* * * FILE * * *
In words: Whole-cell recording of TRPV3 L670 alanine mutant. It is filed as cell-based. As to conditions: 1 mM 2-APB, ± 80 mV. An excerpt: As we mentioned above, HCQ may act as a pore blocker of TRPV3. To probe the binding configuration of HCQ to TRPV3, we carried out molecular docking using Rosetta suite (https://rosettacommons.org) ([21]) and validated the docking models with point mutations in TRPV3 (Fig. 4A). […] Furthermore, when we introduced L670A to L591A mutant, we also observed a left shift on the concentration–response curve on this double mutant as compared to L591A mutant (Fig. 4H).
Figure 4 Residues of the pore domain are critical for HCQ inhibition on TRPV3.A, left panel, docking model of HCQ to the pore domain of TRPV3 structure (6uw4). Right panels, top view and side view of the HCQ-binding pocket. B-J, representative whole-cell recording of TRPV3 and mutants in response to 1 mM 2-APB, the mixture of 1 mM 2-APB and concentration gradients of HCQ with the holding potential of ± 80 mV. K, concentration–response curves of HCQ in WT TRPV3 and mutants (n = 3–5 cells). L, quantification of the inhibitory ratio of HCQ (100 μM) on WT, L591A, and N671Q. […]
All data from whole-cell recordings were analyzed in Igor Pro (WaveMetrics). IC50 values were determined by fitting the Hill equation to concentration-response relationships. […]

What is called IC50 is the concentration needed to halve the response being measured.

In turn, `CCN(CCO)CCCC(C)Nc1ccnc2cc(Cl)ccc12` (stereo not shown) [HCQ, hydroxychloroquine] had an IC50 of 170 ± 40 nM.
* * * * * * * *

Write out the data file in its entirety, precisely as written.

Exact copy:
In words: Whole-cell recording of TRPV3 L670 alanine mutant. It is filed as cell-based. As to conditions: 1 mM 2-APB, ± 80 mV. An excerpt: As we mentioned above, HCQ may act as a pore blocker of TRPV3. To probe the binding configuration of HCQ to TRPV3, we carried out molecular docking using Rosetta suite (https://rosettacommons.org) ([21]) and validated the docking models with point mutations in TRPV3 (Fig. 4A). […] Furthermore, when we introduced L670A to L591A mutant, we also observed a left shift on the concentration–response curve on this double mutant as compared to L591A mutant (Fig. 4H).
Figure 4 Residues of the pore domain are critical for HCQ inhibition on TRPV3.A, left panel, docking model of HCQ to the pore domain of TRPV3 structure (6uw4). Right panels, top view and side view of the HCQ-binding pocket. B-J, representative whole-cell recording of TRPV3 and mutants in response to 1 mM 2-APB, the mixture of 1 mM 2-APB and concentration gradients of HCQ with the holding potential of ± 80 mV. K, concentration–response curves of HCQ in WT TRPV3 and mutants (n = 3–5 cells). L, quantification of the inhibitory ratio of HCQ (100 μM) on WT, L591A, and N671Q. […]
All data from whole-cell recordings were analyzed in Igor Pro (WaveMetrics). IC50 values were determined by fitting the Hill equation to concentration-response relationships. […]

What is called IC50 is the concentration needed to halve the response being measured.

In turn, `CCN(CCO)CCCC(C)Nc1ccnc2cc(Cl)ccc12` (stereo not shown) [HCQ, hydroxychloroquine] had an IC50 of 170 ± 40 nM.